tolerant managers like Dann and Bannister had to rein him
in occasionally, like the time he launched a phone-in called
Name That Git in which he invited women who'd been taken advantage
of by married men t ring in and name them on air.
G.L.R.'s money may have been derisory but it was the only
place that was going to allow Danny Baker to do what he thought
DJs did. "I'm not a radio listener. I actually thought
out of pure innocence that you took in a big bunch of records
and just barked up a show for three hours."
he was proposing to do nobody had ever done before, not at
least, in Britain. Broadly speaking, there are two types of
DJ in this Country. There are the populists, the personalities
who got their start at Butlins and will do anything at all
to maximise their personal popularity. They see themselves
as entertainers and their idea of perfect programming means
music that will ingratiate them with the widest possible public.
That means Meat Loaf, Whitney Houston and Jennifer Rush's
The Power of Love.
Then there are the elitists, those who see themselves as being
almost as involved in the music business as in radio. Their
job is evangelism, though they preach largely to the converted.
Their idea of perfect programming is music, which will integrate
them with the narrowest possible public. That means The Boo
Radleys, The Fall and "later tonight, Cud in session".
Both varieties of presenter have traditionally worked with
producers, the first lot because they weren't very introduced
in music anyway and the latter group because they had a tendency
to identify far more readily with musicians than with the
demands of their audience. With the massive growth of "narrowcast"
commercial stations in the late '80s the balance of power
tilted even further away from the DJ in favour of playlist
committees and computerised running orders.
These work as follows. The Head of Music at a station works
out a template for an ideal, say, drive time show. This might
go Top 40 hit, oldie, dance record, weather flash, climber,
weepie, new top 40 hit and so on. When new records are added
to the playlist their basic characteristics (tempo, male or
female, dance-orientated, hard ending or fade, etc.) are logged
in. Press a button each day and the computer will then spew
out an ideal drive time show for the date in question. If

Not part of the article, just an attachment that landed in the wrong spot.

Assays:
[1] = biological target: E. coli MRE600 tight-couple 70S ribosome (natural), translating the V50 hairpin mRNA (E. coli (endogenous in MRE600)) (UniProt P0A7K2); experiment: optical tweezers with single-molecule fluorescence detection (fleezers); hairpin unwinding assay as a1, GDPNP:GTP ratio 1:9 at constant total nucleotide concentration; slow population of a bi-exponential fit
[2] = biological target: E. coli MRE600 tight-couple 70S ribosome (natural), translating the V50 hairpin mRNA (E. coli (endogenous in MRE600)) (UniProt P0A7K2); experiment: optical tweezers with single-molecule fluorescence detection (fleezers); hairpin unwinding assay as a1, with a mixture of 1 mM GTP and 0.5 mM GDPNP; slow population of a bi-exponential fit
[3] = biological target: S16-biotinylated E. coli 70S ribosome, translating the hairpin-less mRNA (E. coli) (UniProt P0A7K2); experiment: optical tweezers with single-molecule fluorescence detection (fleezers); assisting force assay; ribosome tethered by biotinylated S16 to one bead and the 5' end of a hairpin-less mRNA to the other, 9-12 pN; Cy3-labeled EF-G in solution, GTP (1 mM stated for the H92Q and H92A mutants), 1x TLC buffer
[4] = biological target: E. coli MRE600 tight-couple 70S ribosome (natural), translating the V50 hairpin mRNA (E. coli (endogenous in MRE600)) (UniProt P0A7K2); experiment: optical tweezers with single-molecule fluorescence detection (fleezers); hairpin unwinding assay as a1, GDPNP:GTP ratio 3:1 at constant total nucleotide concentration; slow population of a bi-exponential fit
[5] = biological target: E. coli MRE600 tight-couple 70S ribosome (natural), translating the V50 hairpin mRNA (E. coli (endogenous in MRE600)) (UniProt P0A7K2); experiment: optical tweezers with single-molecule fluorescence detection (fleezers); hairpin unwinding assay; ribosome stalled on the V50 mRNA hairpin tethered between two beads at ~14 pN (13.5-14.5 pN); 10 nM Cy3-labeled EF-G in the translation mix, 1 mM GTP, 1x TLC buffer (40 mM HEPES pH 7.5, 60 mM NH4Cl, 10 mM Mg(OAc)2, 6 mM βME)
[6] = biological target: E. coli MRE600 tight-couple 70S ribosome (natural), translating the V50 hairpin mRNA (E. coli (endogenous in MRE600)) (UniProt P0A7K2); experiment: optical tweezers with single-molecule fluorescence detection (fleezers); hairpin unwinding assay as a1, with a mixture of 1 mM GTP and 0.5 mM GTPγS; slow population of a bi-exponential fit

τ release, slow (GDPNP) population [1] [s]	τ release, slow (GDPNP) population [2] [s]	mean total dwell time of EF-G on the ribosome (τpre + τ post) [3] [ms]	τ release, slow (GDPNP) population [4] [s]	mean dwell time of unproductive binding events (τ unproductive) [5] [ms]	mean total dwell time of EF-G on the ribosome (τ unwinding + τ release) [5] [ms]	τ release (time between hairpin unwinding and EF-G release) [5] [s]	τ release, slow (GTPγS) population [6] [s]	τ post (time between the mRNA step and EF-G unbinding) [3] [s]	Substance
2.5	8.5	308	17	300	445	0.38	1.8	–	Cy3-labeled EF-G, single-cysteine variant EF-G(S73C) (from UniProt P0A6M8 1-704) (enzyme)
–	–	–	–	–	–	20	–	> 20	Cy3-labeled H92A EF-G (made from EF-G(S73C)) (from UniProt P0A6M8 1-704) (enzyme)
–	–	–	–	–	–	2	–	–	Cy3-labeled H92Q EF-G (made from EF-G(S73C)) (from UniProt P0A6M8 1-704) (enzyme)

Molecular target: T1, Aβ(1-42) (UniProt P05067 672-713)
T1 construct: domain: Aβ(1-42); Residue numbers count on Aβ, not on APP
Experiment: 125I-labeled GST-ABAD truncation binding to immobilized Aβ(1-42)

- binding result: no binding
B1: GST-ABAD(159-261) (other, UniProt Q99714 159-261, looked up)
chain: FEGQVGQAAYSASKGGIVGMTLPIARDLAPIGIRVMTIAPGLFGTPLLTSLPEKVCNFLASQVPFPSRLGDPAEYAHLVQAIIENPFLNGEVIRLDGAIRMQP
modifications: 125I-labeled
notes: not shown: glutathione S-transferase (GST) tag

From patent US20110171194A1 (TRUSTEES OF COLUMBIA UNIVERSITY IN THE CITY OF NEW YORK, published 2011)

this sounds antithetical to the spirit of popular music then
it is, but it's probably not as bad as the list that would
come out if you left it to the presenter, most of whom have
dismal and dismally obvious taste.
Gary Davies's last Radio One show preceded one of Baker's
first. Gary bade tearjerking farewells to his colleagues and
his listeners, recalled what a privilege it had been to serve
them and then closed with the record that he considered appropriate
to such a weighty moment, the full eight minutes of Layla.
Baker waited until the very last chord had faded away and
then came in. "And if you tune to Virgin 1215 you can
hear that again and again and again and again
And he played The Beatles Rain. Danny Baker won't wear playlist
science but neither does he fall into the alternative trap
of thinking his job is to act as a shop window for the music
industry's new product lines. This week he plays Elvis Costello's
new single but points out that he thinks "it will hit
the charts with a loud flubbing sound". When the British
media succumbed from end to end with Zooropa fever, Baker
not only didn't play it, but felt bound to point out how crap
it was. One of the most liberating moments of his life, he
says, was when he felt able to stand up and say that he didn't
Occasionally a less-than-impressive record will sneak through
and he'll pull it off halfway. On one G.L.R. programme he
invited in Mark Perry, his old Sniffin' Glue partner, to talk
about the old days. Perry, who still traded in a small way
under the Alternative TV name, inevitably had a new single
he wished to play. Danny gave it about a minute and then whipped
of off in front of his old friend. It's this impatience with
compromise, this impatience with anything, which makes his
show so uniquely attractive to the people who like it and
so impenetrable to those brought up on the traditions that
colour the work of everyone in British radio from Simon Bates
to Mark Goodyear. The only broadcaster who made even less
effort to be liked was Chris Morris (now a national figure
through The Day Today), and his truly savage show was the
only competitor Baker was happy to defer to.
Baker's programmes, first on G.L.R., then on Radio Five and
now on Radio One, have worked on the premise that the best
record is the one Danny wants to hear right at the precise
moment that Danny wants to hear it. It didn't ought to work
but it does, partly because he's heard it all, discarded most
and forgotten none of it. The ideal Danny Baker record can
come from any musical era but it will probably be brisk, tuneful,
half-forgotten and worthy of remark.
I ask him to name five great radio records and he comes back
with Phil Collin's Heat On The Street ("it just is"),
Brooklyn Owes The Charmer by Steely Dan, Joni Mitchell's Free
Man In Paris, LeeDorsey's Eeny Meeny Mini Mo and Ray Charle's